Hall County Schools Superintendent Will Schofield said he feels the school district is “a long way from any type of required COVID vaccinations” for its students.
“I would say that in my lifetime, one of the things that I have been most disappointed with is the fact that our nation has chosen to politicize a pandemic over the last 18 months,” Schofield said Wednesday, May 12. “(With) that being said, we have opinions all over the board about everything from masks to social distancing to vaccinations, and it is my firm belief that our job is to support the parents and families in this community.”
Schofield said the school district wants to put out as much accurate information in the community so families can make the best decision possible.
The Food and Drug Administration expanded the emergency use authorization Monday, May 10, for Pfizer’s vaccine for adolescents ages 12 through 15. The previous authorization in December covered those aged 16 and older.
Northeast Georgia Health System is hosting an event Monday, May 17, with information regarding adolescent COVID-19 vaccinations.
The speakers include District 2 Public Health Director Dr. Zachary Taylor, Longstreet Clinic Pediatrics physician Dr. Katie Herzog and Northeast Georgia Medical Center’s medical director for infectious disease, Dr. Supriya Mannepalli.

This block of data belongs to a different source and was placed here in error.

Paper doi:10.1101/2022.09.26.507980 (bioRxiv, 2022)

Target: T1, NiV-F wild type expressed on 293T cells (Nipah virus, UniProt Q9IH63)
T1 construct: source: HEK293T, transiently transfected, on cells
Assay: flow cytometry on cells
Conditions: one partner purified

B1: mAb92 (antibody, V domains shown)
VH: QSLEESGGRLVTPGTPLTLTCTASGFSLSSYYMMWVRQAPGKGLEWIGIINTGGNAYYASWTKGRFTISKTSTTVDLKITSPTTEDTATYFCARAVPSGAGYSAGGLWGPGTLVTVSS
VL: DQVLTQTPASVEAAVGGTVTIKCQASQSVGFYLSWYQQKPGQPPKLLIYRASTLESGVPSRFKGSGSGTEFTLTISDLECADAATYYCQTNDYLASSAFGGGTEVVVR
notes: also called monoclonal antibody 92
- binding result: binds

In a post promoting the event, the Hall County school district said it “believes that vaccinations are a personal, family choice.”
Gainesville City Schools meanwhile is planning an information session followed by opportunities for vaccination.
“We are weighing options for our students and families, including a session for our extracurricular participants and a separate event during open house in August,” Gainesville City School System Superintendent Jeremy Williams said. “We are very early in the process, but that is where we are leaning.”
When asked what the likelihood was of the COVID-19 vaccine becoming a required immunization for students, Williams said it would not be a decision made by the school system and “would have to come from a higher level.”
District 2 Public Health spokesman Dave Palmer said the department would “work with parents, pediatricians and schools to provide vaccinations for the 12-15 age group.” Palmer said plans are underway.
Similar to other vaccines, there is a parental consent form that has to be signed for anyone under the age of 18.
Palmer said they would similarly offer the Pfizer vaccine to those 12 and older at the University of North Georgia mass vaccination site. He said appointments are encouraged, but walk-ins will be accepted.
COVID vaccine information
Virtual discussion with Northeast Georgia Health System about COVID-19 vaccines for adolescents
When: 12:15 p.m. Monday, May 17